Luteal Phase Defect: Cause of Infertility

Luteal Phase Defect: Cause of Infertility

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One of those things is the luteal phase defect, which is often misunderstood and mistaken by some of its symptoms such as disrupted basal body temperature or shortened luteal phase. This can cause you to have troubles getting pregnant. If any of this sounds familiar or if you do not know what I am talking about, you need to read further in order to make sure you are not affected by this condition and you can carry a pregnancy to term.

What is the luteal phase?

A luteal phase describes the period of time in your cycle that passes between ovulation and your next menstruation. As you may know, this period is usually 14 days long, as ovulation tends to occur midway through your average 28-day cycle, although a luteal phase can vary between 10 and 17 days.

If your luteal phase is shorter than 10 days, you are having what it is called a luteal phase defect. Moreover, some doctors consider that a normal luteal phase should not last less than 12 days if you want to be able to sustain a possible pregnancy.

How does luteal phase affect fertility?

Luteal phase affects fertility because this is the period of time when the fertilized egg will travel from your fallopian tube to your uterus for subsequent implantation. The luteal phase defect translates into the failure of your uterine lining to be in the right phase during the right period of time.

This affects the embryo, whose implantation depends on the state of your uterus’s lining. In other words, the fertilized egg is unable to be successfully implanted. However, if pregnancy does occur, you will be prone to an early miscarriage.

Why do some women have a luteal phase defect?

Women who are suffering from luteal phase defect cannot sustain pregnancies because their uterine lining breaks down as a result of not being in the right phase at the right time, resulting in menstrual bleeding which causes early miscarriages.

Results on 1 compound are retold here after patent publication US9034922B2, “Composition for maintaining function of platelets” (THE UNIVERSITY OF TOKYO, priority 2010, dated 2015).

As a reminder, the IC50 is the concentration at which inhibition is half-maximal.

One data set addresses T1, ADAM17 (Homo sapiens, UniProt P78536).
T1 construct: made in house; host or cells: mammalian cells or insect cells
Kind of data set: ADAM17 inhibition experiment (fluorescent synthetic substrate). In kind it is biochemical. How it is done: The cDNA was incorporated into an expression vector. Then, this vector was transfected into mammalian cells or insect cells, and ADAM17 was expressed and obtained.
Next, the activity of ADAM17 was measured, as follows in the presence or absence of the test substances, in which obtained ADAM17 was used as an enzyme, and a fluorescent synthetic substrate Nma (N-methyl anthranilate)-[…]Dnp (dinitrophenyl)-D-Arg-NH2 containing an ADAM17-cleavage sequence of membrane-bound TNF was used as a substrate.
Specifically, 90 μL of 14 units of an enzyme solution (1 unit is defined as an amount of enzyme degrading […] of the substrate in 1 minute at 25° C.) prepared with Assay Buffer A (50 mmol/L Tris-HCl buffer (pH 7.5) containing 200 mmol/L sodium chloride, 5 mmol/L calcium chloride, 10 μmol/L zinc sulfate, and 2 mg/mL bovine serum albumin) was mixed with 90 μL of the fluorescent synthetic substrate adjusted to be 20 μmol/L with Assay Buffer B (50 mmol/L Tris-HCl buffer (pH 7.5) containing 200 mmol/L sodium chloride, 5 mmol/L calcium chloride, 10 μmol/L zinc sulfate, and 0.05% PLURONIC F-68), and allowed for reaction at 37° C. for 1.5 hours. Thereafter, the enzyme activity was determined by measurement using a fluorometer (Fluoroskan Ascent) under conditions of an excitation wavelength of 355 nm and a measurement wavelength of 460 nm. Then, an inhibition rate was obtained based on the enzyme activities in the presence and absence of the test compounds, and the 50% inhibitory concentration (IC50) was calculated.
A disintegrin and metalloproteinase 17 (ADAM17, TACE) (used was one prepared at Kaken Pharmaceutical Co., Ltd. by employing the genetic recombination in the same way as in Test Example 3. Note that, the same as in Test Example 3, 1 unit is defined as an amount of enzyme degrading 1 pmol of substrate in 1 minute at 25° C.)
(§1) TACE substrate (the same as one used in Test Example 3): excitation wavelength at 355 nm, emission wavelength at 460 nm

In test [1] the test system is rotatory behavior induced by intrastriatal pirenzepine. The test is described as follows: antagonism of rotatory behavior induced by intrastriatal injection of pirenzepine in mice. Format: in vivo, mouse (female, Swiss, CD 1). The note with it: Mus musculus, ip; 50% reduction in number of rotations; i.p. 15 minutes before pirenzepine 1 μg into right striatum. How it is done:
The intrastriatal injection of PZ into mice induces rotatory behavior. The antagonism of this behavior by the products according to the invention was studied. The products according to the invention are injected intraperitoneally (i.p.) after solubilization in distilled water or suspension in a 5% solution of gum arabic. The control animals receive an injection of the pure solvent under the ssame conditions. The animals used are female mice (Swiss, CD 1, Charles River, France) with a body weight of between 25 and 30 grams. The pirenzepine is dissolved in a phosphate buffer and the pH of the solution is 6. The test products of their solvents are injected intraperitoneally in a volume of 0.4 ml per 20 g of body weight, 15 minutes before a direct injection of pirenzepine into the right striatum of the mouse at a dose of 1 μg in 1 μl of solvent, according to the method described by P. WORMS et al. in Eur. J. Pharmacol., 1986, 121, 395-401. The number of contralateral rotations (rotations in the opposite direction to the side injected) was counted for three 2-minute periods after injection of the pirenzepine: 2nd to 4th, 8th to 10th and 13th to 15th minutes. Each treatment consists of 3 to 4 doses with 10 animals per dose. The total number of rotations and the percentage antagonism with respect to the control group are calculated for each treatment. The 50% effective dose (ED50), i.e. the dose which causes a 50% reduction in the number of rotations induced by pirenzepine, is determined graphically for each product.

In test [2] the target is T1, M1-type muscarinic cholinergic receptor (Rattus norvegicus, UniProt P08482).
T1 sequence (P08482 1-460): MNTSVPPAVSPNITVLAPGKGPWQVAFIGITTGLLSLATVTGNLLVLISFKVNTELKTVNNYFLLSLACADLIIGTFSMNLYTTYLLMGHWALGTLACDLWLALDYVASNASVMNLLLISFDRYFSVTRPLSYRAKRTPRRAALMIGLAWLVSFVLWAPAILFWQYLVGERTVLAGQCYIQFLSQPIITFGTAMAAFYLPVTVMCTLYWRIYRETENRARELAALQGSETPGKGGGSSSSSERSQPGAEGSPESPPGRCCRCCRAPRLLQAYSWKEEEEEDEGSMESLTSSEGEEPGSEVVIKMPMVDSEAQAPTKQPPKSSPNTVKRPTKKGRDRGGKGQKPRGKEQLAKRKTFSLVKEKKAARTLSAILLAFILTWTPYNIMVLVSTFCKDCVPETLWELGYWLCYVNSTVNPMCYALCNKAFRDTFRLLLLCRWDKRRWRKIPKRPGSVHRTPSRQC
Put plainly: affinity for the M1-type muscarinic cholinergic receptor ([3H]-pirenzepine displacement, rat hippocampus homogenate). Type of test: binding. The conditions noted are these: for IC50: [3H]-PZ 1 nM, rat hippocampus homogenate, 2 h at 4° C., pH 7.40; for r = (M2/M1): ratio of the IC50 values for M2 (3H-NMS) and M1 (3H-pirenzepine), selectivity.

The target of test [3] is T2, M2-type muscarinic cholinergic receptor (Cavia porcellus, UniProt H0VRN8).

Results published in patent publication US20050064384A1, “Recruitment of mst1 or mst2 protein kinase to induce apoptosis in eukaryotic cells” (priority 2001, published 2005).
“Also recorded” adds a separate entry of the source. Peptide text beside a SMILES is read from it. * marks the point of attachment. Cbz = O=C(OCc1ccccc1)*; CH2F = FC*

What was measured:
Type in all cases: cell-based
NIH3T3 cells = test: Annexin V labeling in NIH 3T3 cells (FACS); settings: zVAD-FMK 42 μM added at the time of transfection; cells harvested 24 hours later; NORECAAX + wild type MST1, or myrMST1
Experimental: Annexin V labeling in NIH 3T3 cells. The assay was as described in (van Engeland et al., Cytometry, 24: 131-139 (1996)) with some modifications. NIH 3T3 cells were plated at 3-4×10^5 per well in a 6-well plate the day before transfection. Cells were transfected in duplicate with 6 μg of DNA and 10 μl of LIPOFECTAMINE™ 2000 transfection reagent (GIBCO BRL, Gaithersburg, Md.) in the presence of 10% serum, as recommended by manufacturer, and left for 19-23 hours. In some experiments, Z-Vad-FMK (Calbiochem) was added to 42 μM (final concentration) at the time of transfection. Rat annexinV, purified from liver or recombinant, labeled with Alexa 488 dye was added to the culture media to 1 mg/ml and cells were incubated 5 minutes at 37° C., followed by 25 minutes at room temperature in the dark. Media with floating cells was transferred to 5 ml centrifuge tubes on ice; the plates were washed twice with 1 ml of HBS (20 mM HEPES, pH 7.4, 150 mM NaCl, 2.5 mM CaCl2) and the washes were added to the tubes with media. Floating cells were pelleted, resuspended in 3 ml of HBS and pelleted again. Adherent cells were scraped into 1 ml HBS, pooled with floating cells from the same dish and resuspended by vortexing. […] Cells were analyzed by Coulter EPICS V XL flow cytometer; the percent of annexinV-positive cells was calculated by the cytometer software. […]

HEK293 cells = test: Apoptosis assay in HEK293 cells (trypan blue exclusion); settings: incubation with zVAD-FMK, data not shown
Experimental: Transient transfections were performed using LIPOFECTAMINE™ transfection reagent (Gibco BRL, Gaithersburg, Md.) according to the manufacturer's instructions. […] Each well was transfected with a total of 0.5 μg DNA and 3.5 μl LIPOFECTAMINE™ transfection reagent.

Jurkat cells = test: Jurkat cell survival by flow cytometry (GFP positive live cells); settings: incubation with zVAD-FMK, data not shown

There are several reasons why women are affected by this condition, but the most common cause is the low progesterone levels. Other causes may be poor follicle production, failure of the corpus luteum to persist as long as it should or failure of the uterine lining to respond to normal levels of progesterone.

How can you treat luteal phase defect?

Fortunately, if tests show that you have luteal phase defect, you can correct it easily and then have a healthy pregnancy. Some remedies include common over the counter solutions, like additional vitamin B6 (50-100 mg a day during the luteal phase) or progesterone creams, progesterone suppositories, and prescription fertility drugs like Clomid. Other fertility supplements on the market, like ConceiveEasy, also address the luteal phase defect with its proprietary blend of ingredients.

While luteal phase defect is very common amongst women, as long as you are informed you can easily treat this condition that is keeping you from getting pregnant, because LPD is easy to diagnose and very responsive to the right treatment.

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Monica Scott, BS, RN
Monica Scott, BS, RN | ConceiveEasy
Ms. Scott joined ConceiveEasy after working in prenatal obstetrical care for two years in a private practice before being promoted to Director of Nursing. She has a strong interest in women's health with an emphasis on promoting fertility awareness.